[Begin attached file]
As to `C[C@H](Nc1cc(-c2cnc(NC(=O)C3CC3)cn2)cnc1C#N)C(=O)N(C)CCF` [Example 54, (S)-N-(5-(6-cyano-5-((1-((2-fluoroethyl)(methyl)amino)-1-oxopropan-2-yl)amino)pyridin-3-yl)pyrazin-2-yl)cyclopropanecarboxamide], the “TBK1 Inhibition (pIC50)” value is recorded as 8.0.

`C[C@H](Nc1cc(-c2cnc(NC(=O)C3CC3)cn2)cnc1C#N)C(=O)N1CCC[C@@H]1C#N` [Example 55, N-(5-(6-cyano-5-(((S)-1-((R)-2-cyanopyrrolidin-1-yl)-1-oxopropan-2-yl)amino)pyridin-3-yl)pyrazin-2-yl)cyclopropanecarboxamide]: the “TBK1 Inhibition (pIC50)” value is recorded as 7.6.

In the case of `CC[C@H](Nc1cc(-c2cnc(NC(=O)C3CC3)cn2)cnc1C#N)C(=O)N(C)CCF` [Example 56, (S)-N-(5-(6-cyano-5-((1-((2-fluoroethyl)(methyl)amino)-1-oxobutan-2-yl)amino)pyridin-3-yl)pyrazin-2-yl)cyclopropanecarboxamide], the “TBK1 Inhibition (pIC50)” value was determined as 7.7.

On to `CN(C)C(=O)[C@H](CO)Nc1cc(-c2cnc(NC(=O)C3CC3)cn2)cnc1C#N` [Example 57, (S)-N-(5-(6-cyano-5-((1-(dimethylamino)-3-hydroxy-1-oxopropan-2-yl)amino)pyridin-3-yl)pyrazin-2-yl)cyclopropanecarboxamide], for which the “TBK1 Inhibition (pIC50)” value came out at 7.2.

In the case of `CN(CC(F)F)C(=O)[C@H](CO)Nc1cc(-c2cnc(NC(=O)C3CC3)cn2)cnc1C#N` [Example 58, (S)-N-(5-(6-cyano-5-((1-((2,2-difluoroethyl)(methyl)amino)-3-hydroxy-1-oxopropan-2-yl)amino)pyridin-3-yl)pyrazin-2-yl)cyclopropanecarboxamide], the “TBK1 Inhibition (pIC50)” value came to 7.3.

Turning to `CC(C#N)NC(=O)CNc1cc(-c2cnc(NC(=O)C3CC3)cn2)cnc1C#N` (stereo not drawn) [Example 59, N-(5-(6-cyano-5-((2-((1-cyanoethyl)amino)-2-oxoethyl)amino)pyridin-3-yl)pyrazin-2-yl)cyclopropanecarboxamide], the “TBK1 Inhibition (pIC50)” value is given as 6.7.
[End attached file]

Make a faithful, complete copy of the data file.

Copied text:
As to `C[C@H](Nc1cc(-c2cnc(NC(=O)C3CC3)cn2)cnc1C#N)C(=O)N(C)CCF` [Example 54, (S)-N-(5-(6-cyano-5-((1-((2-fluoroethyl)(methyl)amino)-1-oxopropan-2-yl)amino)pyridin-3-yl)pyrazin-2-yl)cyclopropanecarboxamide], the “TBK1 Inhibition (pIC50)” value is recorded as 8.0.

`C[C@H](Nc1cc(-c2cnc(NC(=O)C3CC3)cn2)cnc1C#N)C(=O)N1CCC[C@@H]1C#N` [Example 55, N-(5-(6-cyano-5-(((S)-1-((R)-2-cyanopyrrolidin-1-yl)-1-oxopropan-2-yl)amino)pyridin-3-yl)pyrazin-2-yl)cyclopropanecarboxamide]: the “TBK1 Inhibition (pIC50)” value is recorded as 7.6.

In the case of `CC[C@H](Nc1cc(-c2cnc(NC(=O)C3CC3)cn2)cnc1C#N)C(=O)N(C)CCF` [Example 56, (S)-N-(5-(6-cyano-5-((1-((2-fluoroethyl)(methyl)amino)-1-oxobutan-2-yl)amino)pyridin-3-yl)pyrazin-2-yl)cyclopropanecarboxamide], the “TBK1 Inhibition (pIC50)” value was determined as 7.7.

On to `CN(C)C(=O)[C@H](CO)Nc1cc(-c2cnc(NC(=O)C3CC3)cn2)cnc1C#N` [Example 57, (S)-N-(5-(6-cyano-5-((1-(dimethylamino)-3-hydroxy-1-oxopropan-2-yl)amino)pyridin-3-yl)pyrazin-2-yl)cyclopropanecarboxamide], for which the “TBK1 Inhibition (pIC50)” value came out at 7.2.

In the case of `CN(CC(F)F)C(=O)[C@H](CO)Nc1cc(-c2cnc(NC(=O)C3CC3)cn2)cnc1C#N` [Example 58, (S)-N-(5-(6-cyano-5-((1-((2,2-difluoroethyl)(methyl)amino)-3-hydroxy-1-oxopropan-2-yl)amino)pyridin-3-yl)pyrazin-2-yl)cyclopropanecarboxamide], the “TBK1 Inhibition (pIC50)” value came to 7.3.

Turning to `CC(C#N)NC(=O)CNc1cc(-c2cnc(NC(=O)C3CC3)cn2)cnc1C#N` (stereo not drawn) [Example 59, N-(5-(6-cyano-5-((2-((1-cyanoethyl)amino)-2-oxoethyl)amino)pyridin-3-yl)pyrazin-2-yl)cyclopropanecarboxamide], the “TBK1 Inhibition (pIC50)” value is given as 6.7.